Wednesday, September 22, 2010

Never Let Me Go

Never Let Me Go is a picturesque and frustrating hybrid of Phillip K. Dick science fiction meets Merchant Ivory filmmaking.  Based on the highly acclaimed novel by Kazou Ishiguro (The Remains of the Day), the film directed by Mark Romanek (One Hour Photo) and written by Alex Garland (Sunshine; 28 Days Later)  tells a very-British tale, set in an alternative reality, one in which the human lifespan has elongated drastically, with bristling and pretty photography of the English county-side; it's one of the prettily admirable awards bait films that brims with respectability in every stroke.  Yet what may have come across thought-provoking or emotionally wrenching on the page has been nonchalantly transferred to screen simplified and a bit lifeless.  And what's left is a handful or very admirable performances, a teary, and overblown musical score, courtesy of Rachel Portman (a specialty of hers-- have a listen to The Cider House Rules music for further proof), and yet another refined piece of English filmmaking.

The maddening thing is that there's a few parts of Never Let Me Go, I actually don't want to let go from so easily.  The film starts, very promisingly, with a flashback to the childhoods of three friends-- Kathy H. (Carey Mulligan), Tommy D. (Andrew Garfield) and Ruth (Keira Knightley.)  Through Kathy's narration were drifted back when the three were kids, and students at Hailsham, a prim and proper English boarding school, on an intense and rich estate-- at the first glance the school looks like a grand mansion, or possibly an insane asylum-- props certainly go the art directors and set decorators.  Hailsham is headed by Miss Emily (played mightily by Charlotte Rampling), a mysterious headmistress who holds a dark secret for her students, while simultaneously preparing them.  There's something odd from the start-- what with the health regiment and the freaking wrist bands the students wear.  We learn fairly early on the picture (courtesy of humane teacher, Miss Lucy, played with effortless grace by Sally Hawkins, what the real story is.)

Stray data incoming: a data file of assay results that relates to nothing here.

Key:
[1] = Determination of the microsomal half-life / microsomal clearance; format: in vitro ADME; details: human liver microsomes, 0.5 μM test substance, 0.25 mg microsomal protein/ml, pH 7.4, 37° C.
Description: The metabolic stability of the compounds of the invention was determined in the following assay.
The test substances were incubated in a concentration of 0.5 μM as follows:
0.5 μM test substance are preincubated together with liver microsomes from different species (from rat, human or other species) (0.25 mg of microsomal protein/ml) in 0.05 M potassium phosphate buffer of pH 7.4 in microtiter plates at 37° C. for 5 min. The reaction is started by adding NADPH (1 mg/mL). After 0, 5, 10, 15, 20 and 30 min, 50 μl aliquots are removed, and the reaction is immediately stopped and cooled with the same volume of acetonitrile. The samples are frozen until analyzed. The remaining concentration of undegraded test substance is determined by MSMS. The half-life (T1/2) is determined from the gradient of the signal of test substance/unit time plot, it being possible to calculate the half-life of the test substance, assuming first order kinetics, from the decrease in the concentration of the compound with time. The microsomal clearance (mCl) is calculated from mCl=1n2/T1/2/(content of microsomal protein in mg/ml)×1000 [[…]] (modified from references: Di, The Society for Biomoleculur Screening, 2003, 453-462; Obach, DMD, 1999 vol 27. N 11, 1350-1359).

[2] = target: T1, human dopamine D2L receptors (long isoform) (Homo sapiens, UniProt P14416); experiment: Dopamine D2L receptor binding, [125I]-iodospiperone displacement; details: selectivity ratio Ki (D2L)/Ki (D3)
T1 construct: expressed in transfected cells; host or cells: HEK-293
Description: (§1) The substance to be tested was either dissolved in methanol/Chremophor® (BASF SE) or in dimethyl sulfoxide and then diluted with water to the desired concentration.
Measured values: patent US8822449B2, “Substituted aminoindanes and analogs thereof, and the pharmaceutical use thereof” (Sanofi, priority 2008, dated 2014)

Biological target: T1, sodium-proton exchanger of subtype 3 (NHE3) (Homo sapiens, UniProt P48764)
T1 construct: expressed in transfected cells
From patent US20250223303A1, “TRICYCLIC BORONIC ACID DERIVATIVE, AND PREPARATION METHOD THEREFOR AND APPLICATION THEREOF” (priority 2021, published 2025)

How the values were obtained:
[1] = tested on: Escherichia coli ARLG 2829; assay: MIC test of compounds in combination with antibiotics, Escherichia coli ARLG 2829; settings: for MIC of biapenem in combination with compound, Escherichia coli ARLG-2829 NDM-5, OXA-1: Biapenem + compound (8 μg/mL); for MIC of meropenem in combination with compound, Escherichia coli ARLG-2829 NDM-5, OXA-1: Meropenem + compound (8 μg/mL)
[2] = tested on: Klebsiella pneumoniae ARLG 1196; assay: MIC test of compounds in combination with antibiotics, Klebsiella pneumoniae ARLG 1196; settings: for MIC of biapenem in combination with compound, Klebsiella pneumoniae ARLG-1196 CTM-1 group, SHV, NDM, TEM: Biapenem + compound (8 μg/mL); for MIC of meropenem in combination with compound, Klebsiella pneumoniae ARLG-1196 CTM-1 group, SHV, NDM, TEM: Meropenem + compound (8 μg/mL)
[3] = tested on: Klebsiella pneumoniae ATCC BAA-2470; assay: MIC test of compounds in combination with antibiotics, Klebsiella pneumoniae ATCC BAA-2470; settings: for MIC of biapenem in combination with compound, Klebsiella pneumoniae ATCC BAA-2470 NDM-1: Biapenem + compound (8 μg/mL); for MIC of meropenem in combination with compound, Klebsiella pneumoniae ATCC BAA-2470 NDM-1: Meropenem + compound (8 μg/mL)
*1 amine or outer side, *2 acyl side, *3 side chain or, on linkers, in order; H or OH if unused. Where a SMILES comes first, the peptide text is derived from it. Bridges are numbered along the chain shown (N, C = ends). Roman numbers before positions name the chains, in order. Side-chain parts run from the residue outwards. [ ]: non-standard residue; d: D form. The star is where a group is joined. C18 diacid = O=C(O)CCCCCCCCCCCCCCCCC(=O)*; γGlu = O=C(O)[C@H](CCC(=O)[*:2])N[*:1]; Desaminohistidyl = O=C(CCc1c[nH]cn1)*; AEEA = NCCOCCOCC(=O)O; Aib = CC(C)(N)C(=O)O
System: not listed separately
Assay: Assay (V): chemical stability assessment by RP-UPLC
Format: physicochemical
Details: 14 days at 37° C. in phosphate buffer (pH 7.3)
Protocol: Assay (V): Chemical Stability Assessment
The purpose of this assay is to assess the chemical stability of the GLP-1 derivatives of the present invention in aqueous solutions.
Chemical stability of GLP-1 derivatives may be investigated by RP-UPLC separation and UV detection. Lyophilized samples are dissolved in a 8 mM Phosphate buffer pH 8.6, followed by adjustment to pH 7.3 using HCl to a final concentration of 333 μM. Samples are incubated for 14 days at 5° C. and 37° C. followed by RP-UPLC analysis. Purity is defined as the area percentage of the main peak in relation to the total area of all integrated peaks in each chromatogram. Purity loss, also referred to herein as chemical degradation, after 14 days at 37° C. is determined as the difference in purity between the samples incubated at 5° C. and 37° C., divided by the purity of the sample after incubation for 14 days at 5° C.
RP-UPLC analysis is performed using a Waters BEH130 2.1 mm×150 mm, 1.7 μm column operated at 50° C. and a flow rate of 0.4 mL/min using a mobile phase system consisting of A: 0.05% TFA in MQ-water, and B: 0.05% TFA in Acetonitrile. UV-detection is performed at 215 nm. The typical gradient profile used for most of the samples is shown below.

I won't reveal it, even though I've read many a critic write it all up before me, however it is a bit spooky and sends the early scenes to definitive chill.  After the terrific first third, Never Let Me Go appears to stop to a halt.  It's as if right after the premise is revealed, they filmmakers kind of stopped trying, feeling that was enough.  Simply put, it's not-- the story delves into a sappy love triangle between Mulligan, Garfield and Knightley, where not much actually happens, but still prettily photographed countryside and beaches are shot for maximum quality.  It's a shame for the truly provocative film Never Let Me Go could possibly have been, and also to the gifted performers clearly giving the material their all.  And most importantly to the audience, that at first is given a film that seeks to demand our attention, only to turn into one that appears to only want to manipulate our heartstrings.  Subtle melodrama doesn't exactly go together; then again neither do Phillip K. Dick and Merchant Ivory.

Mulligan definitely makes good of the promise of last year's An Education; in fact I think prefer her Kathy H. to Jenny.  She, along with Garfield and Knightley are adept at cobbling together young adults who are so thoroughly maladjusted due to their mission at Hailsham, and for long stretches of the film, very subtly and nimbly adjusting to their inevitable calling.  The inevitable is what pulls the film down, as simply put the film meanders at a rather dull speed with sharp climatic pings every so often.  It's then when the score swells waking us up to remind us to cry-- an emotional scene ahead, get the hankies out.  Had the music stopped, and film were perhaps better paced, all I would have needed for a good cry was a look at Mulligan's fragile face, or hearing Garfield's painful scream, or Knightley's guilty beach-side confession.

It's a weird status to recommend yet dismiss a film at the same time, but Never Let Me Go doesn't make it easy to love, nor hate.  Ambivalence would be a good way to describe it; ambivalent with a few wonderful characteristics.  C+

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